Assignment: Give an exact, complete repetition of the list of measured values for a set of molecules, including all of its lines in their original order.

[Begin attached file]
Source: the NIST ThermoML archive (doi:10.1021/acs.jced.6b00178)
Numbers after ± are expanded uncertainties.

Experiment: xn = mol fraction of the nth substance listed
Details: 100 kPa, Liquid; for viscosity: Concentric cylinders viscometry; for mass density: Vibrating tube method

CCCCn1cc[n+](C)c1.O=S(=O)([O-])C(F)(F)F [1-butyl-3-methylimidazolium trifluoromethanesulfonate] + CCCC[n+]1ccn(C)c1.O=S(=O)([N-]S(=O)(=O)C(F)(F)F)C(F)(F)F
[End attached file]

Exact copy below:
Source: the NIST ThermoML archive (doi:10.1021/acs.jced.6b00178)
Numbers after ± are expanded uncertainties.

Experiment: xn = mol fraction of the nth substance listed
Details: 100 kPa, Liquid; for viscosity: Concentric cylinders viscometry; for mass density: Vibrating tube method

CCCCn1cc[n+](C)c1.O=S(=O)([O-])C(F)(F)F [1-butyl-3-methylimidazolium trifluoromethanesulfonate] + CCCC[n+]1ccn(C)c1.O=S(=O)([N-]S(=O)(=O)C(F)(F)F)C(F)(F)F